December 16, 2011

The Ending that Shakes the Foundation

Spoiler Alert: I’m talking about surprise endings in literary fiction here, so if you don’t want it spoiled, don’t read!

I love Best American Short Stories. I read it every year, along with PEN/O’Henry. I’m taking my time, savoring it. There are always a bunch of the stories I’ve already read in their original pub ~ but I always reread them ~ and then there’s the delicious new ones.

Last night, I read Rebecca Makkai’s “Peter Torelli, Falling Apart.” I began reading it, thinking, this is interesting, not riveting but interesting. It’s the story of two guys who have been friends since childhood who are also both gay. The narrator, Drew, though he doesn’t say it, is in love with the other one, Peter, a charismatic actor. They kissed just once when they were teenagers. But now Peter’s falling apart and his acting career is in crash and burn. Because Drew is his friend, he gets Peter a job at a fundraising function reading a story that Drew doesn’t much like but thinks it suits him. Predictably, Peter flubs it, but so much less predictable is the end. Rebecca does this astounding authorial feat that upends the story and shoots you way out and above and resets the whole thing. I won’t do it justice, but I’ll try. Peter storms out and Drew knows that he will never see him again, but Rebecca frames it using the language of the story that a few pages before Drew had dismissed basically as rubbish (the one that Peter began reading outloud). This electrifies the story, it turns it over, it makes it so sad and moving. I can’t really explain it well.

I get chills just thinking about it. I love it when authors do this. If they always did this, it would get old, certainly. (Like a lot of people say the epiphanic ending is over. But it’s not over ~ writers just have to be careful how they use it. It must be made new, like everything else.) But it is so amazing, when it happens. I can think of a number of old examples: “An Occurrence at Owl Creek Bridge” and the movie Jacob’s Ladder, to name two. More recently, two novels that have blown my socks off are Michael Cunningham’s By Nightfall and Julian Barnes’s The Sense of an Ending. Again, chills thinking about them. These are all executing a raven. The whole of By Nightfall is about the narrator’s attraction to his wife’s brother, but then in the end it’s about the wife, in such a sad and moving way. I reread and reread it to reposition the rest of the book. In The Sense of Ending, you are blown away by the realization that puts the narrator’s whole relationship with a past love in a new light. Amazing. And the amazing Julian does it again.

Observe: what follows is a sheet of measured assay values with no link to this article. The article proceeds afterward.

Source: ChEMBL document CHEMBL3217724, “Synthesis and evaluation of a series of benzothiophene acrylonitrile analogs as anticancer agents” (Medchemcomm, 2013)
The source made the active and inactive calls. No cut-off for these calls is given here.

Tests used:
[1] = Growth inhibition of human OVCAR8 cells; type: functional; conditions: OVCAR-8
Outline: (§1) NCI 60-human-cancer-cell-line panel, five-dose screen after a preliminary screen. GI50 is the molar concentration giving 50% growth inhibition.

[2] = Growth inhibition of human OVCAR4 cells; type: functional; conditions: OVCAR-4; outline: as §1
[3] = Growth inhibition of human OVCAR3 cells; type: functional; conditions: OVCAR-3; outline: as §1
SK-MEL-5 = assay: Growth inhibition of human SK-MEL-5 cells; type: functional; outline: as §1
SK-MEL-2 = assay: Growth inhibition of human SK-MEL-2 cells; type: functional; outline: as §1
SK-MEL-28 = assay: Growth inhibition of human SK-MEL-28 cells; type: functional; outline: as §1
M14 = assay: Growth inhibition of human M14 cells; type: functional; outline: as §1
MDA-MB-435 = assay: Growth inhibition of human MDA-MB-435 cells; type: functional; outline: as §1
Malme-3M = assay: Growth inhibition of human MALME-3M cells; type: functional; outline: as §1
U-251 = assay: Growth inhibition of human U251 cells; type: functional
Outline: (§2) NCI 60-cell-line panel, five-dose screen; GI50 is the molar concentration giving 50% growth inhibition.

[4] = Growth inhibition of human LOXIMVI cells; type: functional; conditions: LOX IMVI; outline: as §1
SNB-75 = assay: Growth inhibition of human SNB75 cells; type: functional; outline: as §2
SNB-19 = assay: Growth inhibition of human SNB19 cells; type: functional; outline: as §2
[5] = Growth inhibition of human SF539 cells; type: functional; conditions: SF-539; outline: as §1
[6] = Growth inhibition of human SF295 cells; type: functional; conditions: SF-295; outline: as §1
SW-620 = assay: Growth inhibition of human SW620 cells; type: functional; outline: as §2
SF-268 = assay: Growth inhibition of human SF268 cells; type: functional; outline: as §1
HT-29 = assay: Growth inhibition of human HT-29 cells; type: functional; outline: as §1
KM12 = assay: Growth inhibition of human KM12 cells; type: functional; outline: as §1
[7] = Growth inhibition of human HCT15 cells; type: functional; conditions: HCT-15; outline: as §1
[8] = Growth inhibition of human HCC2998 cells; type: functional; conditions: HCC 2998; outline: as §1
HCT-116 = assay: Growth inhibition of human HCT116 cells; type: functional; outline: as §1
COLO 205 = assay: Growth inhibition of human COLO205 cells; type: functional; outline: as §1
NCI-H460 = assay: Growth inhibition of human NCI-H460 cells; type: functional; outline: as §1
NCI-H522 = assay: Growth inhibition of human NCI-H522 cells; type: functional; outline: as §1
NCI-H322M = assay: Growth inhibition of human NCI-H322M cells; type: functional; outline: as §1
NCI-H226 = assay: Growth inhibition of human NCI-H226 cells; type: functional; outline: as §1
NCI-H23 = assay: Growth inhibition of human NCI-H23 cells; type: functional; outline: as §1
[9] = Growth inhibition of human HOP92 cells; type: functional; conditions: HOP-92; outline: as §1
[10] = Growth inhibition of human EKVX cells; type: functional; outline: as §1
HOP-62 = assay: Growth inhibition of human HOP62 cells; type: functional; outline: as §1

I think the risk of such an ending is that it comes off as fake or tacked on. I LOVED Louise Erdrich’s Shadow Tag, but I felt that the end was unearned and tacked on. She shouldn’t have chosen her husband over her children. But in another way it is totally earned and it’s rather my own biases coming in. That’s one of the risks of such an ending.

I’m just standing in awe of these writers’ art.


Dave Gray said...

Have no ending, and you're "literary." Have a contrived ending and you're "Hollywood." A good surprise ending is one of the hardest things to pull off

Tamara said...

A great point, Dave! I hadn't thought of it that way.

That and comedy. So hard to pull off!

JoAnn said...

hey Tamara, I am not going to read this yet. Thanks for reminding me to get this collection! And you bog.

Tamara said...

Oh, gosh. It's like my mecca. :-) Happy reading!

Michael Selmer said...

Seeing excellence in our craft helps us strive to be better. Thanks for revealing it your posts.

Tamara said...

It does! You have to fight the feeling of "Wow, how can I ever be that good" and use it as impetus to strive harder, do better.

Thank you, Michael, for stopping by!